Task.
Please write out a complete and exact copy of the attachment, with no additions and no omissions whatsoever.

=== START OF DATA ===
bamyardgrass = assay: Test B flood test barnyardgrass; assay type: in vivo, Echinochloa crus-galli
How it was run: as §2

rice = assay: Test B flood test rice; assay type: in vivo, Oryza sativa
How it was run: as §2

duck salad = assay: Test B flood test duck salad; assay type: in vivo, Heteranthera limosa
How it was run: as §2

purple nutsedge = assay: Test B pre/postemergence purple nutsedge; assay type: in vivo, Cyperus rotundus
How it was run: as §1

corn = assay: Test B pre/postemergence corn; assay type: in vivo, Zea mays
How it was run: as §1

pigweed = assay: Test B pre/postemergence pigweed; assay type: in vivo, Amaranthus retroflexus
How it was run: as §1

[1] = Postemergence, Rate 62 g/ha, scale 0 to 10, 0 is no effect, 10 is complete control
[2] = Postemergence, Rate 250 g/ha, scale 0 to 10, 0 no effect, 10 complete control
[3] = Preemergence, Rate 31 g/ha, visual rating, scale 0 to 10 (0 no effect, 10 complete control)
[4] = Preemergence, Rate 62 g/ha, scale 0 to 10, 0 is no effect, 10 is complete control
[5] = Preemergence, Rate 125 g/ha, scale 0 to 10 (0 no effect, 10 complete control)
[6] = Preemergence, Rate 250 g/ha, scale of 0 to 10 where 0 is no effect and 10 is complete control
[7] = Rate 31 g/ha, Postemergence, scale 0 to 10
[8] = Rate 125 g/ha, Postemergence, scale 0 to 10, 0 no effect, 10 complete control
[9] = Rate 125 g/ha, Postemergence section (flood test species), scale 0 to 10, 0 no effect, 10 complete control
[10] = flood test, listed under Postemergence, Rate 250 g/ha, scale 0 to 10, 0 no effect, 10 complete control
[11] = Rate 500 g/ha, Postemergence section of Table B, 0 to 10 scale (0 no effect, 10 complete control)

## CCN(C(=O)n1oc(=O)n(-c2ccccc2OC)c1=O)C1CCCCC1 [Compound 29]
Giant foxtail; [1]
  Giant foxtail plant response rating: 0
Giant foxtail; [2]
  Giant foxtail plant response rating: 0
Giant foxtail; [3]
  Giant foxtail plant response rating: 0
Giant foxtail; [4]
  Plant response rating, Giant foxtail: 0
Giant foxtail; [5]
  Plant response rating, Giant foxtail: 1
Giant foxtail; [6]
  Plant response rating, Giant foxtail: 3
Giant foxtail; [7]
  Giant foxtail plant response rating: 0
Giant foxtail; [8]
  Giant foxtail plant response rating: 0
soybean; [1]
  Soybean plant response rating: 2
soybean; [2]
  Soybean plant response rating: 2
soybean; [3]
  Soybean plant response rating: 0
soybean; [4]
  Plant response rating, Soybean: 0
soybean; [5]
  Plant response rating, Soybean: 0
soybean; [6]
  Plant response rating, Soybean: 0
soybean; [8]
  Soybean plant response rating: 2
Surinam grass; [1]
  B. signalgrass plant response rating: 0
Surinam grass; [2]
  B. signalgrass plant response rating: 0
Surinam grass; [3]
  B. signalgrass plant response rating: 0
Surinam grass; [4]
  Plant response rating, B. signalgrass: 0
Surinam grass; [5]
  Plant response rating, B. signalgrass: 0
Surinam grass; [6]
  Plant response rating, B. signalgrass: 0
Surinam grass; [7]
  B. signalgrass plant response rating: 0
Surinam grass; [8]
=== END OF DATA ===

bamyardgrass = assay: Test B flood test barnyardgrass; assay type: in vivo, Echinochloa crus-galli
How it was run: as §2

rice = assay: Test B flood test rice; assay type: in vivo, Oryza sativa
How it was run: as §2

duck salad = assay: Test B flood test duck salad; assay type: in vivo, Heteranthera limosa
How it was run: as §2

purple nutsedge = assay: Test B pre/postemergence purple nutsedge; assay type: in vivo, Cyperus rotundus
How it was run: as §1

corn = assay: Test B pre/postemergence corn; assay type: in vivo, Zea mays
How it was run: as §1

pigweed = assay: Test B pre/postemergence pigweed; assay type: in vivo, Amaranthus retroflexus
How it was run: as §1

[1] = Postemergence, Rate 62 g/ha, scale 0 to 10, 0 is no effect, 10 is complete control
[2] = Postemergence, Rate 250 g/ha, scale 0 to 10, 0 no effect, 10 complete control
[3] = Preemergence, Rate 31 g/ha, visual rating, scale 0 to 10 (0 no effect, 10 complete control)
[4] = Preemergence, Rate 62 g/ha, scale 0 to 10, 0 is no effect, 10 is complete control
[5] = Preemergence, Rate 125 g/ha, scale 0 to 10 (0 no effect, 10 complete control)
[6] = Preemergence, Rate 250 g/ha, scale of 0 to 10 where 0 is no effect and 10 is complete control
[7] = Rate 31 g/ha, Postemergence, scale 0 to 10
[8] = Rate 125 g/ha, Postemergence, scale 0 to 10, 0 no effect, 10 complete control
[9] = Rate 125 g/ha, Postemergence section (flood test species), scale 0 to 10, 0 no effect, 10 complete control
[10] = flood test, listed under Postemergence, Rate 250 g/ha, scale 0 to 10, 0 no effect, 10 complete control
[11] = Rate 500 g/ha, Postemergence section of Table B, 0 to 10 scale (0 no effect, 10 complete control)

## CCN(C(=O)n1oc(=O)n(-c2ccccc2OC)c1=O)C1CCCCC1 [Compound 29]
Giant foxtail; [1]
  Giant foxtail plant response rating: 0
Giant foxtail; [2]
  Giant foxtail plant response rating: 0
Giant foxtail; [3]
  Giant foxtail plant response rating: 0
Giant foxtail; [4]
  Plant response rating, Giant foxtail: 0
Giant foxtail; [5]
  Plant response rating, Giant foxtail: 1
Giant foxtail; [6]
  Plant response rating, Giant foxtail: 3
Giant foxtail; [7]
  Giant foxtail plant response rating: 0
Giant foxtail; [8]
  Giant foxtail plant response rating: 0
soybean; [1]
  Soybean plant response rating: 2
soybean; [2]
  Soybean plant response rating: 2
soybean; [3]
  Soybean plant response rating: 0
soybean; [4]
  Plant response rating, Soybean: 0
soybean; [5]
  Plant response rating, Soybean: 0
soybean; [6]
  Plant response rating, Soybean: 0
soybean; [8]
  Soybean plant response rating: 2
Surinam grass; [1]
  B. signalgrass plant response rating: 0
Surinam grass; [2]
  B. signalgrass plant response rating: 0
Surinam grass; [3]
  B. signalgrass plant response rating: 0
Surinam grass; [4]
  Plant response rating, B. signalgrass: 0
Surinam grass; [5]
  Plant response rating, B. signalgrass: 0
Surinam grass; [6]
  Plant response rating, B. signalgrass: 0
Surinam grass; [7]
  B. signalgrass plant response rating: 0
Surinam grass; [8]